Pixelgyar has been labeled by the e-Jobs Observatory platform

Pixelgyar Ltd. is composed of a team of designers and developers focused on Facebook marketing, mobile apps and web design. The Webdesign courses started 2011 january and it is evolving every month.  
Pixelgyar is certificated, gives quality courses, and actives e-professional networks.

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CERT-IT a new partner of the e-Jobs Observatory network

CERT-IT, the German accredited certifier in the area of IT and Education has recently joined the e-Jobs Observatory network by supporting the e-Jobs Observatory platform. CERT-IT appear now in the « about » section of the site together with other supporters and will participate in the restricted collaborative working groups of e-Jobs supporters.

If you are interested in supporting e-Jobs please fill in the form.

What skills do you need for a Green ICT Job?

The new Green IT node project investigates the needed skills and competences for green ICT jobs. The project started in November 2011 and address the shortage of skilled professionals in the Green IT field. During the 24 months of the project, Green IT node  will analyse the market needs, the existing trainings available for the different components and competences, and define a professional standard in the participating European countries. 

Green IT node will develop European specialist profiles that are in compliance with the principles of the European metaframeworks EQF/e-CF and ECVET as well as guidelines for developing/setting-up further vocational training measures for Green ICT jobs. The expected impact will allow for comparable skills sets for these professions of the future which supports the European labour market and tus, the employability of professionals while at the same time contributing to one of the major challenges of Europe 2020.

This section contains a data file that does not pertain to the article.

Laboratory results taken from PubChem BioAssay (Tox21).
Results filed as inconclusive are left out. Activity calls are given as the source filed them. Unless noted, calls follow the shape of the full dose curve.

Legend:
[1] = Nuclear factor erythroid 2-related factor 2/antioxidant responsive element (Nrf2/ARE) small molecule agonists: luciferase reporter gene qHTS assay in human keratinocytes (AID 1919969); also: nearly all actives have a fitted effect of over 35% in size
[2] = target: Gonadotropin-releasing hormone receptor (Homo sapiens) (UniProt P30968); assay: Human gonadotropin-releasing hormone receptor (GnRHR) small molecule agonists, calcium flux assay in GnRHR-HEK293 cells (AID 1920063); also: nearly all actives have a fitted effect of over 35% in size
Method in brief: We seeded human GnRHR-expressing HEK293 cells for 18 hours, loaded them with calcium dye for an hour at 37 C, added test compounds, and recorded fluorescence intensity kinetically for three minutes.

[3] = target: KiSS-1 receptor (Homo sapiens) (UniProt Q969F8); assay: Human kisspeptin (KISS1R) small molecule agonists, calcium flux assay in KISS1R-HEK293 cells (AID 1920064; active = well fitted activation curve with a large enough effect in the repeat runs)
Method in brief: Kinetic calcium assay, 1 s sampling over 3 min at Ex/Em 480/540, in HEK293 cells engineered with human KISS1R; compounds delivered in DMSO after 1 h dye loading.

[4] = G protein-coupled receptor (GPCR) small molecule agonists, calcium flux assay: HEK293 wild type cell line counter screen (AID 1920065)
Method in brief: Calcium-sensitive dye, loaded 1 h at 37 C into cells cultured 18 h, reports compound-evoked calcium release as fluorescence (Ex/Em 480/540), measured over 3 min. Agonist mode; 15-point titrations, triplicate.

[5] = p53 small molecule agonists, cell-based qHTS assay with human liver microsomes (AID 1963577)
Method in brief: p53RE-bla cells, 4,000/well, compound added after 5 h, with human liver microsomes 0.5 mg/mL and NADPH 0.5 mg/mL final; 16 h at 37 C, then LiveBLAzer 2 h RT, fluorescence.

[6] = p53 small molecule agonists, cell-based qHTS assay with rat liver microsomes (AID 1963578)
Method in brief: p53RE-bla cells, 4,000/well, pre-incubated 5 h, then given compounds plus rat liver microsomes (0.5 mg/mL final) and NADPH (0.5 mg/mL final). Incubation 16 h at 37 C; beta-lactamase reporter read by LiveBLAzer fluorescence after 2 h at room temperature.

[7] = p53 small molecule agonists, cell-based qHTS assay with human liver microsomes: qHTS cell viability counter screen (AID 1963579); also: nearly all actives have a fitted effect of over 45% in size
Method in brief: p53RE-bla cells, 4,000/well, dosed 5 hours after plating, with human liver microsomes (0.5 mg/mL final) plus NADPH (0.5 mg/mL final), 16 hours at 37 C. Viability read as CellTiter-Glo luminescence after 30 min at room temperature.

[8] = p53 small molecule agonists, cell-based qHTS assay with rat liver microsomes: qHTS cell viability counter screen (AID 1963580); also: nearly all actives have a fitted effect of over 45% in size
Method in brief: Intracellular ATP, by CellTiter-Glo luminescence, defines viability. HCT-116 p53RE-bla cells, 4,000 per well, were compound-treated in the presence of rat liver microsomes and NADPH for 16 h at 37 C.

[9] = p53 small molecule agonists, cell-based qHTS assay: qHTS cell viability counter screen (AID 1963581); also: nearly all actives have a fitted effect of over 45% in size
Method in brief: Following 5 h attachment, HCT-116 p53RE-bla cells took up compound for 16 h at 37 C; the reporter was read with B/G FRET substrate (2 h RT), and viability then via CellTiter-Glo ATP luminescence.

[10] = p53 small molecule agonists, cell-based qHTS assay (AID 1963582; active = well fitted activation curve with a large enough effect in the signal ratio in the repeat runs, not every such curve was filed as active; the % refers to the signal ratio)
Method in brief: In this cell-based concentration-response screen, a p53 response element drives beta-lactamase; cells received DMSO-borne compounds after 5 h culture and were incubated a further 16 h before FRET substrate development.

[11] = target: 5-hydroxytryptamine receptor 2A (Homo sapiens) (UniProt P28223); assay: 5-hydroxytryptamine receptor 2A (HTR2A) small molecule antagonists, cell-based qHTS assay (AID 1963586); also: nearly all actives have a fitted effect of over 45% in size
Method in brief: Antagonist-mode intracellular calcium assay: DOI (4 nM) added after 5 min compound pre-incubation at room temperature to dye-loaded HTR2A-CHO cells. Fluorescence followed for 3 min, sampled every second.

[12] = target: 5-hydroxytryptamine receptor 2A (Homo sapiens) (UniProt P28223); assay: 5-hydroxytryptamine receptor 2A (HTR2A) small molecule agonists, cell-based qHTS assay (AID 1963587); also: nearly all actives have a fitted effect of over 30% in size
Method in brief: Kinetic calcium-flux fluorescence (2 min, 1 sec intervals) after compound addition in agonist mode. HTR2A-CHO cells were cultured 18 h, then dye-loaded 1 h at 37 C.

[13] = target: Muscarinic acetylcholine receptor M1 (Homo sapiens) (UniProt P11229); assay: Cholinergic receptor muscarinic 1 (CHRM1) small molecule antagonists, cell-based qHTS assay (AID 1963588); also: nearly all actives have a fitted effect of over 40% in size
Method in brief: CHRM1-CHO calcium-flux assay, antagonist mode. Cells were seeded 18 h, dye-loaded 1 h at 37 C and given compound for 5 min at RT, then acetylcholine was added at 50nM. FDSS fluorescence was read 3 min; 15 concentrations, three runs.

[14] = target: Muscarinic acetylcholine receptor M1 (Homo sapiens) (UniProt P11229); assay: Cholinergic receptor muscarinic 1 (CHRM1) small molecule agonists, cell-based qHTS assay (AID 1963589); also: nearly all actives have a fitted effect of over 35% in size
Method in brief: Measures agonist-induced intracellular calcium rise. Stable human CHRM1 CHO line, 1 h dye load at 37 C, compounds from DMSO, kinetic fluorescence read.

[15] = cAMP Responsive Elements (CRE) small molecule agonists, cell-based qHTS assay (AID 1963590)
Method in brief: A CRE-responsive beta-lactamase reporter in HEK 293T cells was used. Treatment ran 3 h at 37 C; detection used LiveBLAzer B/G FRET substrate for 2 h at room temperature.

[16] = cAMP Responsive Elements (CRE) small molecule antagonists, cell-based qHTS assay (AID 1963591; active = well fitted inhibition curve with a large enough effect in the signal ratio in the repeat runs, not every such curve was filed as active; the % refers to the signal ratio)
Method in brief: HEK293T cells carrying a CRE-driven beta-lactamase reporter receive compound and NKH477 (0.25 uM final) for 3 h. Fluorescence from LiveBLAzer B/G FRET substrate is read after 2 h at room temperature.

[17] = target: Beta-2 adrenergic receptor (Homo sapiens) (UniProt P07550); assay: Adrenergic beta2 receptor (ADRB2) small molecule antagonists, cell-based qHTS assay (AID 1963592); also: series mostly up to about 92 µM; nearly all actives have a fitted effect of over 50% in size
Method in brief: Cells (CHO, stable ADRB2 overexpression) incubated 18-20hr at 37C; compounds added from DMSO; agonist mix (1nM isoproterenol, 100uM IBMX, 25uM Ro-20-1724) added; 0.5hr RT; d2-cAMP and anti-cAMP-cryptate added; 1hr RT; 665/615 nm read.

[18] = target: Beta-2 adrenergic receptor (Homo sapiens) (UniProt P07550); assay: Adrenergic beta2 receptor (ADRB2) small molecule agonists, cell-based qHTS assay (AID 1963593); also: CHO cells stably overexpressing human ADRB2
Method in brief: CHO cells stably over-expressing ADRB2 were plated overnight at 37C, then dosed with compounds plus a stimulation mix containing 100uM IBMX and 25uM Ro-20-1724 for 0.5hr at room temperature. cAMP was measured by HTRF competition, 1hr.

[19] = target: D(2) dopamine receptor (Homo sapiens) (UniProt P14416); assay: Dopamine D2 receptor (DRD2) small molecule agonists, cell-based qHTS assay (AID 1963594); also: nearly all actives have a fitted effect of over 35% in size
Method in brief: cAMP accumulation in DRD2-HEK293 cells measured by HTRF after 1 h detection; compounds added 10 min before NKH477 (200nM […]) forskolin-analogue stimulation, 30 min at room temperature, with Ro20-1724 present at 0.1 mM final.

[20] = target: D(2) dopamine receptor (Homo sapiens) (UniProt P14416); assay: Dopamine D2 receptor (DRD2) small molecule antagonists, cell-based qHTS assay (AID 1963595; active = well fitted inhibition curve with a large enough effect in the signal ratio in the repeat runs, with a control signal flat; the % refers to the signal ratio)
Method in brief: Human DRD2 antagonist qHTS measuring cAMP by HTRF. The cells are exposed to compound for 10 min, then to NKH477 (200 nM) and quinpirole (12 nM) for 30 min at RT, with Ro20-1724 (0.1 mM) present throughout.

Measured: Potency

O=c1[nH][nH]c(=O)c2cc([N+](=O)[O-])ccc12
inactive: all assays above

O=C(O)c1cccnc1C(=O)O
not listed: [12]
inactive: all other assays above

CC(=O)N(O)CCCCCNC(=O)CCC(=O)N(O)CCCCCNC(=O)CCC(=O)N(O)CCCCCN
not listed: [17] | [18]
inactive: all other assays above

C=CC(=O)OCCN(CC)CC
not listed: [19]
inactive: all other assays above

Green IT node is funded by Lifelong Learning programme of the European Commission.

More information on the project
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Sustainability Systems Developer – one of the ten green jobs for the next decade

Massive investments in clean energy promise to keep farmers, urban planners, and green-tech entrepreneurs in business for the next decade. The profile of Sustainability Systems Developer has been listed together with other 9 non IT profiles as one of the ten best green jobs for the next decade!
The green economy needs a cadre of specialized software developers and engineers who design, build, and maintain the networks, as well as developers familiar with open source and web 2.0 applications.

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More specialist IT skills needed among young people in Britain

The IT employment sector is growing five times faster than the UK average. In the next five years some 500,000 new entrants will be needed. However most of these jobs – research analysts, software developers, infrastructure specialists, systems engineers – will demand higher level qualifications and skills.

There are specially real opportunities for young people who are increasingly under-represented in the IT sector. Educational performance will need to radically transform to provide the calibre of entrants required. An overhaul of the Information and Communication Technology (ICT) curriculum is required. It is hoped that Behind the Screen, an industry-funded trial of a new computing curriculum, will help to achieve this. Co-opting tech companies on to school governing bodies would promote the sector to young people. [Source:]